Two years later, in a detailed exposé in “Scott Stamp Monthly,” Charles J. G. Verge traced the history of this stamp of which now nine copies are known.[iii]  The ninth copy surfaced in 2006.  It was owned by Mac Geldert, former president of the Royal Philatelic Society of Canada, who gave it to his daughter.  Described by Charles Shreves as “the most attractive of these six [the six known in private hands] with its impeccable centering,” the stamp was sold for $18,000.00 by Shreves Philatelic Galleries, Inc. on October 28, 2006 .   The buyer remains anonymous.

Figure 1. The London to London plate proof with the following note, “Original proof from which stamp was O.K.’d by cutting off upper right and returning to Lawson & Jones, Lithographers.”

Now to return to the surprising new find.  In December 2008, after being hidden for virtually 81 years, a Toronto banker, John Harding, Jr., rediscovered a printer’s proof of the London to London stamp in a sock drawer (Figure 1.).  Brett Popplewell of the Toronto Star quoted Harding earlier this year saying, “People told my father it was worth something… He kept it in a box in his attic for the better part of 40 years.  Then he gave it to me and said ‘See what you can get for it someday.’”[iv]  Not being a philatelist Harding first put the item up on eBay.  Almost immediately, however, he was convinced by John H. Talman, a Toronto stamp dealer, to take it off and offer it instead for sale at his December 19th auction.  The lot was estimated at $3,000.00, but after what was described as a “bidding war,” it was hammered down at $10,000.00 “to an anonymous American collector.”[v]  Banker Harding and stamp dealer Talman were happy.  But is this the end of the story?  Was the price realized fair for an obviously unique item of one of Canada ’s rarest stamps?

All things considered, it was still unexpected to see this item come on the market again in April, only four months later.  It was offered for sale by Charles G. Firby Auctions on April 23, 2009 .  Charles Firby is an expert on Canadian stamps and is one of the premier auctioneers in this area.  The lot was now described in much more detail.  It called attention to the handwritten note on the proof and the envelope (Figure 2.) in which the proof was kept:  “Accompanying the proof is the envelope in which it has resided since 1927.  The corner card is of the Carty News Service which directly ties the content to this flight.  Mr. Arthur C. Carty, of the News Service, was also the manager of the Sir John Carling Flight that we now call the London to London Flight.”[vi]  The lot, now with a 2009 V. G. Greene certificate of genuineness, sold for $35,000.00, which is more in line what collectors have been willing to pay for the single stamps.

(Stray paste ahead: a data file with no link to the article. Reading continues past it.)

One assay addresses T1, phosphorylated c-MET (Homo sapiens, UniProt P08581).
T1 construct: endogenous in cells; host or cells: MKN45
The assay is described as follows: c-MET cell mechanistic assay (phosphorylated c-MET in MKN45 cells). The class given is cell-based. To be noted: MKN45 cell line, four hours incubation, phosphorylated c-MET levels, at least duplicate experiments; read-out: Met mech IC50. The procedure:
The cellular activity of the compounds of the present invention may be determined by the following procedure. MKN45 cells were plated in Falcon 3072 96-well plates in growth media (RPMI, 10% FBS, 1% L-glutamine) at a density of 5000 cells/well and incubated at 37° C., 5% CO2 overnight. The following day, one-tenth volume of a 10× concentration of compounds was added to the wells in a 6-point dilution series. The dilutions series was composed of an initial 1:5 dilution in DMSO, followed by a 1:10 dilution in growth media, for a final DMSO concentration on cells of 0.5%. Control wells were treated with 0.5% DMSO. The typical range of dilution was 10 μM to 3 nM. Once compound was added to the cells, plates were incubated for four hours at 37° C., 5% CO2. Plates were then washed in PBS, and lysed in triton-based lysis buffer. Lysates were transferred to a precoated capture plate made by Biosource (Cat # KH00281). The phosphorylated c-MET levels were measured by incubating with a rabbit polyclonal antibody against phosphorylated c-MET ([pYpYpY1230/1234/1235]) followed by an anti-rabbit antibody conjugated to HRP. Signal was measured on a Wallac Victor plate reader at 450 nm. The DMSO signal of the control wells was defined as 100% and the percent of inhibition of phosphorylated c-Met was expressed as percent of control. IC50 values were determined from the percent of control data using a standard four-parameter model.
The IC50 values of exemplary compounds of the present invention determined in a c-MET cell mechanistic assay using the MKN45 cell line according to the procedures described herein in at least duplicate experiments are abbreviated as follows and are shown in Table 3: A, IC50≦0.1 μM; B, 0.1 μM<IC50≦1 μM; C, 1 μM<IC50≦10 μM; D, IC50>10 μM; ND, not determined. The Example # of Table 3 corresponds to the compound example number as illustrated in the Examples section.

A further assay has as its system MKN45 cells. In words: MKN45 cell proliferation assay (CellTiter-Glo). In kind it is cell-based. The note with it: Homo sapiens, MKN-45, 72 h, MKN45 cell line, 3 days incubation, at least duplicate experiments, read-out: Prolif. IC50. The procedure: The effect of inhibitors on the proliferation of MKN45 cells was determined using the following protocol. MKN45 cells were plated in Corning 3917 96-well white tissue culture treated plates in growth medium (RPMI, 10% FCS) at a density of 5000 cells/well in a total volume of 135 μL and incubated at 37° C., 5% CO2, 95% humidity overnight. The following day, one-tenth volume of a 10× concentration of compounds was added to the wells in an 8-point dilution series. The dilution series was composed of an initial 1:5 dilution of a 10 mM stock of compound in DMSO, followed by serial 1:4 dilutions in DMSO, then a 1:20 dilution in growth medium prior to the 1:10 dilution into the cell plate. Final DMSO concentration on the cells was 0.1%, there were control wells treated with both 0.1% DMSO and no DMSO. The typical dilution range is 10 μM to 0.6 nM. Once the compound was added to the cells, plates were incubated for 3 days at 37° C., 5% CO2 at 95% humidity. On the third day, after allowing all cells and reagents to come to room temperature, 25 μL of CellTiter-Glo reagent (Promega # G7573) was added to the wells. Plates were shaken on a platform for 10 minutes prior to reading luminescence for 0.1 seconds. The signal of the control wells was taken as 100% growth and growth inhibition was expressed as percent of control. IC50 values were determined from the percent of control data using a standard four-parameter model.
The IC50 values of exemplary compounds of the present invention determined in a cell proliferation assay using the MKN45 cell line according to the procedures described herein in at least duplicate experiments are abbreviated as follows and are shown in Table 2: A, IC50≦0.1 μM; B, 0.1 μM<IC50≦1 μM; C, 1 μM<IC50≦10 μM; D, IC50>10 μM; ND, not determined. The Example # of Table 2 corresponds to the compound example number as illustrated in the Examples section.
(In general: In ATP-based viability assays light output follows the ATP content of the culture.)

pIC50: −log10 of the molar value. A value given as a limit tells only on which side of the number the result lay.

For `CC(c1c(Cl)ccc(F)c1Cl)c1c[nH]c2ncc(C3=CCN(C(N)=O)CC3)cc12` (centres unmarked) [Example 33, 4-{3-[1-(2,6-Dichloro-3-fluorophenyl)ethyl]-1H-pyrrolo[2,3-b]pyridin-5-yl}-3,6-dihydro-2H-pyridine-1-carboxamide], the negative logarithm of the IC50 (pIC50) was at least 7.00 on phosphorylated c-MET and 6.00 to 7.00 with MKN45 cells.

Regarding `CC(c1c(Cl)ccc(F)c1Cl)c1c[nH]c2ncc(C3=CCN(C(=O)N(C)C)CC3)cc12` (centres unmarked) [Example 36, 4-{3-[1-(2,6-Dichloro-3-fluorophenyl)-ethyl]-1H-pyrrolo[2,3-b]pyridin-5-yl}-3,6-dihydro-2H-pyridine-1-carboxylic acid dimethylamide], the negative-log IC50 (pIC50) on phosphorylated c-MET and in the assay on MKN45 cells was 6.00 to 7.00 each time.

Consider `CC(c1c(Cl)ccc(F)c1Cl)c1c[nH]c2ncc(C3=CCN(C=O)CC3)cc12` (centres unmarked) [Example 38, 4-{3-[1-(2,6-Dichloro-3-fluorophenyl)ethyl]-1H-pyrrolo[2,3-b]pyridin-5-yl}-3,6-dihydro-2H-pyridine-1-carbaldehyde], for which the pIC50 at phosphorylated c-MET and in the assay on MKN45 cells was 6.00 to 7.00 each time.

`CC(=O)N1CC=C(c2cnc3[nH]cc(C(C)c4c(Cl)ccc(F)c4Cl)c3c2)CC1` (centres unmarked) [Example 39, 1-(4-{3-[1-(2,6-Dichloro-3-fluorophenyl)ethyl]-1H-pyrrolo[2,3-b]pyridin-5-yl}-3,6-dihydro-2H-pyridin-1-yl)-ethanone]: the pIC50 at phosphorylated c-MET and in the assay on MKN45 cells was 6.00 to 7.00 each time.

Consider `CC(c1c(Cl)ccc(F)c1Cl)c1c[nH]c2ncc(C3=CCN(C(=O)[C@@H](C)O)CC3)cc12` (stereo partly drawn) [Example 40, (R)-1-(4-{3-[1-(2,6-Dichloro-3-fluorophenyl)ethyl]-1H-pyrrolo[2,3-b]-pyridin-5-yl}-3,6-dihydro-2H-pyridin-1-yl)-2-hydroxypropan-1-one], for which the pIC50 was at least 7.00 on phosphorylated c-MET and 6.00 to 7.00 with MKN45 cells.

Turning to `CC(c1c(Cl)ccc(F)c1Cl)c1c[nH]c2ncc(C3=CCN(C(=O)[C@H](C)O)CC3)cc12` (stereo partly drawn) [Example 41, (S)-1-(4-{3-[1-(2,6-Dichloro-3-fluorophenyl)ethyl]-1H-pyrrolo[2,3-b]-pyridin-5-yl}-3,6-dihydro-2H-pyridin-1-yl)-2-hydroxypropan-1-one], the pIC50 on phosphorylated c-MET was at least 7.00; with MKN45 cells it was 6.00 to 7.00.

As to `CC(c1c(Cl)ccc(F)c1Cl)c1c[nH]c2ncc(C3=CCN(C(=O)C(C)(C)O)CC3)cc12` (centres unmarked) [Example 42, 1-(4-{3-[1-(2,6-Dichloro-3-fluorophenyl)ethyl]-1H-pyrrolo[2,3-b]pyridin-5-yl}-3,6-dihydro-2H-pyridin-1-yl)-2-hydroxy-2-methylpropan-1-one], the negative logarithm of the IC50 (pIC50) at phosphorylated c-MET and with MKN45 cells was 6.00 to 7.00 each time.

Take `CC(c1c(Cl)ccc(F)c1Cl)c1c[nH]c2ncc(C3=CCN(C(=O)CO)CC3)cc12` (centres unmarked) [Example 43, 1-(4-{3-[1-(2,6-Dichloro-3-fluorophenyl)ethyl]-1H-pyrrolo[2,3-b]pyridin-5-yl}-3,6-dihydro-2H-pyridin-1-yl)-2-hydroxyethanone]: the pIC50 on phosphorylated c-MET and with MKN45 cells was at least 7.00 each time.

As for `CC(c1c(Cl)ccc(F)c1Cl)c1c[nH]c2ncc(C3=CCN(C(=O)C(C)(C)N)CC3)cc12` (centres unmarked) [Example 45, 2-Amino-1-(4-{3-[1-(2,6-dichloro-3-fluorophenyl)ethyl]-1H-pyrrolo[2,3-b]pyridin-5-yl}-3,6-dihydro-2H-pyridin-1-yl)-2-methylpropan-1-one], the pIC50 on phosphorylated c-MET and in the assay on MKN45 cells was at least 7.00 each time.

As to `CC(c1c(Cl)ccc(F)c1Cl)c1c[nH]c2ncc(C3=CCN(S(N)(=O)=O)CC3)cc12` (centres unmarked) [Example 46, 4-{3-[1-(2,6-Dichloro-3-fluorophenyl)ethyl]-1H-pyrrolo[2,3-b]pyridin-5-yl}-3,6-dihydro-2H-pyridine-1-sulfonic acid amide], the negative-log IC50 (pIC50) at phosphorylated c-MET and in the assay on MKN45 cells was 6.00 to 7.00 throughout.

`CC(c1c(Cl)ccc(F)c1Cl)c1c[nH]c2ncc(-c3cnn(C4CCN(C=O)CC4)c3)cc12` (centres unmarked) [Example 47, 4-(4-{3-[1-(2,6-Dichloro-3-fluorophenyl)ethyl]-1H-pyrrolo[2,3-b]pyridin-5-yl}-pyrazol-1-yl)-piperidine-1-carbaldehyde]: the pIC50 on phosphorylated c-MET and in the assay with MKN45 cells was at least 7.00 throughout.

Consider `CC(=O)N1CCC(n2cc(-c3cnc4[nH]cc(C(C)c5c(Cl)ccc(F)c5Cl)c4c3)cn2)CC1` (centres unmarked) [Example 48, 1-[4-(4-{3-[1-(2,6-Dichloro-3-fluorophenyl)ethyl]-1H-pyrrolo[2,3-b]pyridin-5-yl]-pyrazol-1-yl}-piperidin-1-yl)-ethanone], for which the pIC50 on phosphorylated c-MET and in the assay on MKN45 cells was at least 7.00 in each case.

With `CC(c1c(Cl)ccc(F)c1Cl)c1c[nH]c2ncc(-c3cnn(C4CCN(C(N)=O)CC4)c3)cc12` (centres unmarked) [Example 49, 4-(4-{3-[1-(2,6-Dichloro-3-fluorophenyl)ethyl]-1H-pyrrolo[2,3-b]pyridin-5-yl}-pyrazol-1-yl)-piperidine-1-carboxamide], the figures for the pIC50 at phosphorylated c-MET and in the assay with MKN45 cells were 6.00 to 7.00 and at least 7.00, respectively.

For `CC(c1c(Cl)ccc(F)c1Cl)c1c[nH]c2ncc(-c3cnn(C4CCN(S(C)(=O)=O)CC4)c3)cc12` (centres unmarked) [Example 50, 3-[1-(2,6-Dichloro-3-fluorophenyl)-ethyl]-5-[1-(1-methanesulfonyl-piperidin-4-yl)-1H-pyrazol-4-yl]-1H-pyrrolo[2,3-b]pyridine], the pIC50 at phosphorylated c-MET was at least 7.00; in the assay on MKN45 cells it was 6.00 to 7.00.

Figure 2. Carty News Service envelope with the following ms notations, “Carling Flight,” “Air Mail Matter,” “This is Original Press proof,” Seale Holmes Says Stamps worth $2,000.00 Sept/52.”

Following the auction I contacted Charles Firby to inquire about the provenance of this plate proof.  It turns out that he was the “anonymous American buyer” who bought the item from John Talman, which he then sold in his own auction to Ray Simrak, a noted Canadian aerophilatelist.[vii]


[i]  Listed under “Air Post Semi-Officials,” catalog number CLP6, in Unitrade Specialized Catalogue of Canadian Stamps.